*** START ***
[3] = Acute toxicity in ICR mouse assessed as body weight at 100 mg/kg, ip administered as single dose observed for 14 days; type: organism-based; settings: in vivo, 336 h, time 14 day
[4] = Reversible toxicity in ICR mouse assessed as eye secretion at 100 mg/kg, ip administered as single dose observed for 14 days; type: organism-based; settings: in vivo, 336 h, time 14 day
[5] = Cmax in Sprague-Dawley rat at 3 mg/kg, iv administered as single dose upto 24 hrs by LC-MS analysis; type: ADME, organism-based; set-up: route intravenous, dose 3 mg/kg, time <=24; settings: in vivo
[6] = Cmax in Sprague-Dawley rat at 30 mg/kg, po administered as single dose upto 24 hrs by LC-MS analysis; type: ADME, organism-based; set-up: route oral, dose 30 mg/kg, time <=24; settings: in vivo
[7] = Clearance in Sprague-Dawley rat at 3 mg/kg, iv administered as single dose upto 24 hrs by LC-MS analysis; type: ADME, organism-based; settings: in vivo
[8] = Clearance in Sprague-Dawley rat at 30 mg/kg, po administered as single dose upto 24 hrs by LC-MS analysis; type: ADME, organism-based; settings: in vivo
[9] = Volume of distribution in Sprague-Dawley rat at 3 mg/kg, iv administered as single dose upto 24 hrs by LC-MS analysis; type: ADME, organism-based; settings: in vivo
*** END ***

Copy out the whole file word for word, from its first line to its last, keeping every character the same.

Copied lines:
[3] = Acute toxicity in ICR mouse assessed as body weight at 100 mg/kg, ip administered as single dose observed for 14 days; type: organism-based; settings: in vivo, 336 h, time 14 day
[4] = Reversible toxicity in ICR mouse assessed as eye secretion at 100 mg/kg, ip administered as single dose observed for 14 days; type: organism-based; settings: in vivo, 336 h, time 14 day
[5] = Cmax in Sprague-Dawley rat at 3 mg/kg, iv administered as single dose upto 24 hrs by LC-MS analysis; type: ADME, organism-based; set-up: route intravenous, dose 3 mg/kg, time <=24; settings: in vivo
[6] = Cmax in Sprague-Dawley rat at 30 mg/kg, po administered as single dose upto 24 hrs by LC-MS analysis; type: ADME, organism-based; set-up: route oral, dose 30 mg/kg, time <=24; settings: in vivo
[7] = Clearance in Sprague-Dawley rat at 3 mg/kg, iv administered as single dose upto 24 hrs by LC-MS analysis; type: ADME, organism-based; settings: in vivo
[8] = Clearance in Sprague-Dawley rat at 30 mg/kg, po administered as single dose upto 24 hrs by LC-MS analysis; type: ADME, organism-based; settings: in vivo
[9] = Volume of distribution in Sprague-Dawley rat at 3 mg/kg, iv administered as single dose upto 24 hrs by LC-MS analysis; type: ADME, organism-based; settings: in vivo